Snow Blindness

What Is Snowblindness?

Contrary to its name, snowblindness doesn't actually cause blindness, and it isn't strictly related to snow. Although, the two are commonly related to one another, which is how the condition originally got its common name. It is caused by overexposure to UV sunlight, which can happen in extremely bright outdoor environments, especially those where sunlight has a high chance of reflecting off of a surface before reaching the eyes. This includes bodies of water, sandy beaches or deserts, and of course, snowy areas.

The condition, known medically as photokeratitis, is usually quite painful, as the damage caused by the UV light is very much like that of a sun burn. It also causes a loss of vision, which may either be temporary, or permanent, depending on the severity of the damage.

The part of the eye that is most affected by photokeratitis is the cornea, the thin, clear lens in the front of the eye that focuses the incoming light onto the retina. Because it is the first eye tissue that incoming light comes in contact with, it is bombarded with all of the UV light. This means that while it does protect some of the other tissue within the eye from damage, it does suffer quite a lot of it on its own.

Common activities that often result in snowblindness include water skiing, snow skiing, snow boarding, mountain climbing, and boating. The water's surface can be very reflective, but snow can reflect even more light. Additionally, the sun's UV light is even more intense at higher elevations, as there is less atmosphere to absorb it as it travels. This means that snow skiers are at a double risk of developing snowblindness while on the mountain.

People have likely been suffering from snowblindness for thousands of years, as they trudged through the snow in winter, or across the sand in the desert. But only in recent history have people gotten photokeratitis from man-made sources of UV light. Anyone that doesn't wear proper eye protection while using a tanning bed, welding equipment, or powerful black light UV lamps is at risk of snowblindness.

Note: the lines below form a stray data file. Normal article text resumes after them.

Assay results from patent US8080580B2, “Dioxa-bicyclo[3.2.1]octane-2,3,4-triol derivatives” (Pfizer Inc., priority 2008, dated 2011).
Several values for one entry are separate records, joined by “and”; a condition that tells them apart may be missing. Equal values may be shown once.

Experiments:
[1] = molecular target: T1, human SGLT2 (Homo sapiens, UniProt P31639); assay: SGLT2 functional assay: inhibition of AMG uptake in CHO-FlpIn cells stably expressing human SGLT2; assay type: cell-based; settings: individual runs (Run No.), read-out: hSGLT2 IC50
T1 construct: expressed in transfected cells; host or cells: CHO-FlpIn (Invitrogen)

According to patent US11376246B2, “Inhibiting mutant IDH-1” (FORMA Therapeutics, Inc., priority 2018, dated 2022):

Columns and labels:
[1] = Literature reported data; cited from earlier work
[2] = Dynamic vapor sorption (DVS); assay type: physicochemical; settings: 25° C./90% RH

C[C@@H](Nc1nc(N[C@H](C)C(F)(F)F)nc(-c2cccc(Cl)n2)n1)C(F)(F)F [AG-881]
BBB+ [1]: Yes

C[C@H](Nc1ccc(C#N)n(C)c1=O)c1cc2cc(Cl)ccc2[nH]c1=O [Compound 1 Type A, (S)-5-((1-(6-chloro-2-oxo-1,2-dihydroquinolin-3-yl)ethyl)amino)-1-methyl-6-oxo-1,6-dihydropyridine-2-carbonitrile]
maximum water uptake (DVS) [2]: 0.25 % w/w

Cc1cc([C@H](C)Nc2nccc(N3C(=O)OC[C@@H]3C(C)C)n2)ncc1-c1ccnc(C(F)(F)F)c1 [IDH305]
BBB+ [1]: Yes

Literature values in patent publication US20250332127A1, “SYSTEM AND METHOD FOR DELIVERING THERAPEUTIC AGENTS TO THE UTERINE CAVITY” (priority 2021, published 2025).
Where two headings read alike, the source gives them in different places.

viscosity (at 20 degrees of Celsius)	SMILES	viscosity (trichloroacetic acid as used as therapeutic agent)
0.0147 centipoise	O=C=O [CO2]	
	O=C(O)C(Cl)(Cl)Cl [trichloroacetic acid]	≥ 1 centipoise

Once a person has photokeratitis, the follow symptoms are likely to present:

  • Appearance of glare and halos around light sources
  • Blurred vision
  • Headaches
  • Redness
  • Sensation of a foreign object in the eye
  • Sensations of pain or burning of the eyes
  • Sensitivity to light
  • Swelling of the eyes or eyelids
  • Watery discharge

These symptoms usually only last a couple of days. During that time it may not be safe to go about normal daily activities, such as driving, as the affect that photokeratitis has on vision can make it difficult to clearly see the road and other divers.

Despite the high level of discomfort commonly associated with the condition, little to no medical treatment in necessary. Pain medication can be taken to manage any discomfort, and contact lenses should not be worn until the eyes have fully healed. Also, eye drops can be helpful in soothing the eyes and reducing any burning sensations. Finally, placing a cold, damp cloth over closed eyelids is comforting, too.

Sunglasses are highly effective, both is treating photokeratitis once it's occurred, and in preventing it in the first place. Make sure to wear sunglasses that offer strong UV protection, as some glasses are simply tinted for fashion purposes, and don't protect the eyes at all.